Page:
For companies looking to sell energy efficiency tools, green building products and alt-fuel vehicles, a new scorecard from the American Council for an Energy-Efficient Economy could offer a roadmap to markets with some of the friendliest policies in the U.S. This year’s scorecard, which will be released in full Wednesday morning, ranks states according to their “adoption and implementation of energy efficiency policies and programs” — things like building energy codes, tax incentives for hybrid-electric vehicles and strict appliance energy efficiency standards. This year the top 10 states include, in alphabetical order: California, Connecticut, Massachusetts, Maine, Minnesota, New York, Oregon, Rhode Island, Vermont and Washington.
Business leaders surveyed earlier this year expressed a belief that a turnaround for energy efficiency startups could hinge on more incentives and legislation from the government. So in a time when interest in energy efficiency among North American businesses is growing, but oftentimes is not leading to actual investments in the technology, the types of policies factored into ACEEE’s report this week are of critical importance to many startups.
A broad cross section of the cleantech companies stand to benefit from these policies. Raising the bar on building energy codes, for example, can help drum up business for more efficient lighting and products from companies like Serious Materials, a green building materials company that last month announced one of the largest VC deals in the country for 2009.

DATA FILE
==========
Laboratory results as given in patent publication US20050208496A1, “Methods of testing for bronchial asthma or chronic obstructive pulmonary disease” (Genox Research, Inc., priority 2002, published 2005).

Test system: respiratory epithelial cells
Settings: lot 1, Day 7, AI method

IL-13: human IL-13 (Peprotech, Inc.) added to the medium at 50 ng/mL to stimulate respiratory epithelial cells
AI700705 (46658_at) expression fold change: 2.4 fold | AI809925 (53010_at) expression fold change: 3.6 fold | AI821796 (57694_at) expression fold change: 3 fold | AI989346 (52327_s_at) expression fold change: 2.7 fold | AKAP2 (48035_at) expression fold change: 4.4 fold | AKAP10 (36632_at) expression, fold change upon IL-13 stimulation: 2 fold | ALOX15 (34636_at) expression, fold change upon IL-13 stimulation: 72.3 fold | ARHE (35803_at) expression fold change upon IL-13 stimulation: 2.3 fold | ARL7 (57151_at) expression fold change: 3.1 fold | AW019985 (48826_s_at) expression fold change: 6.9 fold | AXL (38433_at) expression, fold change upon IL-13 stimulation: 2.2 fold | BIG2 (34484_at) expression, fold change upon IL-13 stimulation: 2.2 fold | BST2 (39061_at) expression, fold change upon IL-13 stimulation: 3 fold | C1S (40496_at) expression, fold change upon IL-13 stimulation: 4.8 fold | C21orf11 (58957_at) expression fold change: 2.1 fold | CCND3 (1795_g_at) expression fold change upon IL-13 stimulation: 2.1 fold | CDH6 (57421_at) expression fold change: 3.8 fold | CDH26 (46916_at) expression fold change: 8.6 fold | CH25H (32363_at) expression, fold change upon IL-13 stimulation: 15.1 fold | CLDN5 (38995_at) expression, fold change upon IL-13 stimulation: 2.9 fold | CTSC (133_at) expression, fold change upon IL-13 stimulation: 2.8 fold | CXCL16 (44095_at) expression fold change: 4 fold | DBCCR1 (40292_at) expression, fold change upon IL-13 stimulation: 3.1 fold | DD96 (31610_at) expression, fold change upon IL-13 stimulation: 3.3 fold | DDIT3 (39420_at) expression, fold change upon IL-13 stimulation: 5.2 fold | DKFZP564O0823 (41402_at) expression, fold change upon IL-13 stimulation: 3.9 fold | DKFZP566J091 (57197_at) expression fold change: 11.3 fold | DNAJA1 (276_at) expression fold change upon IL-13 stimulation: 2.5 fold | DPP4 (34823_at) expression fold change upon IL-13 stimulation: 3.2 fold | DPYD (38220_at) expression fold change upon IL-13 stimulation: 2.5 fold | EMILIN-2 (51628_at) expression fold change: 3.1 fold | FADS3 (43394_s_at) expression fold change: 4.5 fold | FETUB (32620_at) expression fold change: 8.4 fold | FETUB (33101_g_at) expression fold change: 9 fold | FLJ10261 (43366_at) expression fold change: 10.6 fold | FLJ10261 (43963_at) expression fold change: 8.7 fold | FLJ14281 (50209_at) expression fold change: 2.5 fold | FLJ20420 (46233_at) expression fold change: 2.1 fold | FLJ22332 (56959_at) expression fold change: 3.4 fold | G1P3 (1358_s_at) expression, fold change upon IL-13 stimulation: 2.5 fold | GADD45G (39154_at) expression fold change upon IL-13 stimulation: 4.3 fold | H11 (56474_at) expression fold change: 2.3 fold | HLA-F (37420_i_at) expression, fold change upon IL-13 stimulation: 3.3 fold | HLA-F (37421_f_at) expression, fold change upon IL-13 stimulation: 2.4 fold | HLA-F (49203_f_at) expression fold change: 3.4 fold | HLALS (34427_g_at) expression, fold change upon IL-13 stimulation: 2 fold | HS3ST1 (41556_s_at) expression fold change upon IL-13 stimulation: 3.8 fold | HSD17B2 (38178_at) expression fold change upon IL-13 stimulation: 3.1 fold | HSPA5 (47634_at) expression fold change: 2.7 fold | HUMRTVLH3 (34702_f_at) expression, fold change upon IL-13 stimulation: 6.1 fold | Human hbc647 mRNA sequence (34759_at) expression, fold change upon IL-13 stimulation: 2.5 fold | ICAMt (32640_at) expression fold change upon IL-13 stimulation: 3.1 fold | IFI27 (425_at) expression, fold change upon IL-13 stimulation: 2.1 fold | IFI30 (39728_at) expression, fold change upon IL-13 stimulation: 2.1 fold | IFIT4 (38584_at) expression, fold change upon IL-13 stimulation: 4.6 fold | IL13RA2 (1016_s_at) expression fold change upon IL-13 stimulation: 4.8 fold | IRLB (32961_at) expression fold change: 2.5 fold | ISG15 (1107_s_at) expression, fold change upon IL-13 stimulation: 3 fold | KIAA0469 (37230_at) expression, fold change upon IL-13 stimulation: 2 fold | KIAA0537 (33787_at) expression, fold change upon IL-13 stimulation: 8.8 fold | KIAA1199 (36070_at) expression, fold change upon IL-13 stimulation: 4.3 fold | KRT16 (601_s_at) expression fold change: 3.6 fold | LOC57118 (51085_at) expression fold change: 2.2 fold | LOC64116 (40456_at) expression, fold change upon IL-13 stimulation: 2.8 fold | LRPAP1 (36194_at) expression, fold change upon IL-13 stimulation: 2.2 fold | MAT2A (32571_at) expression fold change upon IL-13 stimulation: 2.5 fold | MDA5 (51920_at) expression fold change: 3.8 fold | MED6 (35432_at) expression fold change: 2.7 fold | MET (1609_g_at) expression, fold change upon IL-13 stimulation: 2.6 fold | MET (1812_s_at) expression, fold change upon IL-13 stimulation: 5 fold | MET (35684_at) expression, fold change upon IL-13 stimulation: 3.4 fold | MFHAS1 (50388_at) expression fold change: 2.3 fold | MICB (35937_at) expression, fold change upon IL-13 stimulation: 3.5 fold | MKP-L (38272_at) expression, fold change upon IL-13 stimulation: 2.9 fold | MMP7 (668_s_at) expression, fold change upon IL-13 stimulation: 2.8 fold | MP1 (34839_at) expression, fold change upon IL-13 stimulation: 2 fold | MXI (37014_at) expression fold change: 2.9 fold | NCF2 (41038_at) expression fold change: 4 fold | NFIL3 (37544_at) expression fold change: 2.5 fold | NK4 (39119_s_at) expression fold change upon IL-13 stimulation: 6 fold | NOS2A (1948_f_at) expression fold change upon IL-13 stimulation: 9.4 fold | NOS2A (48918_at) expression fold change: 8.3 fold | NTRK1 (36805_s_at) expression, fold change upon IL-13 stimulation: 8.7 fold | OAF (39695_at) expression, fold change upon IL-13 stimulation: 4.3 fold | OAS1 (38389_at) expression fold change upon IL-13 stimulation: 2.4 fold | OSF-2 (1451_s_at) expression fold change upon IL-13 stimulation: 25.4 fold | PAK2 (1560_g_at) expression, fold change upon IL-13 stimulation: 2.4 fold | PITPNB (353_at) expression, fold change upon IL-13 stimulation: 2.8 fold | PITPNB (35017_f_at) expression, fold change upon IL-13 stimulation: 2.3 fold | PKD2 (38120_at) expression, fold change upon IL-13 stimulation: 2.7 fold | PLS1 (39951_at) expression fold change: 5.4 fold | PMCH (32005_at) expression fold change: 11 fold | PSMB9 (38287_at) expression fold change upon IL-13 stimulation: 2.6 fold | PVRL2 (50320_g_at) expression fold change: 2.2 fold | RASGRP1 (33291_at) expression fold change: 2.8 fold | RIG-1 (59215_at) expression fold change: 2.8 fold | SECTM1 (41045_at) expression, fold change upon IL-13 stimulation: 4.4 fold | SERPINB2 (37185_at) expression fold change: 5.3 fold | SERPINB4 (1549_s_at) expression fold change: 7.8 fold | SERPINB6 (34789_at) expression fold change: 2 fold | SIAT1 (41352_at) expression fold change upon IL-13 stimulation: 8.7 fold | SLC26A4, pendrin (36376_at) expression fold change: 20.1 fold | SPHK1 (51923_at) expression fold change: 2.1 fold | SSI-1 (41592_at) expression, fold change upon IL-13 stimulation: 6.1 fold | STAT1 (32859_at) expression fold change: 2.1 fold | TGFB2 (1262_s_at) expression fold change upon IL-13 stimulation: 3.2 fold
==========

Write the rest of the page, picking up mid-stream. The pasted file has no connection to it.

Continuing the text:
When it comes to helping utilities meet energy savings targets and take advantage of “the removal of disincentives,” as ACEEE put it in last year’s report (allowing utilities to make more money selling less energy), information technology-based tools from companies like Powerit Solutions, eMeter and Efficiency 2.0 also have a big role to play.
The 10 states in the group that “most needs to improve,” according to ACEEE’s analysis, are Alabama, Alaska, Georgia, Louisiana, Michigan, Missouri, Nebraska, North Dakota, Oklahoma, South Dakota, West Virginia and Wyoming. Lacking the level of government support for energy efficiency improvements that the top 10 states have, of course, this second group of states may have the most need, if not the easiest market entry, for efficiency tech and tools. We’ll know more on Wednesday about how all 50 states measure up.
Image courtesy of Flickr Creative Commons.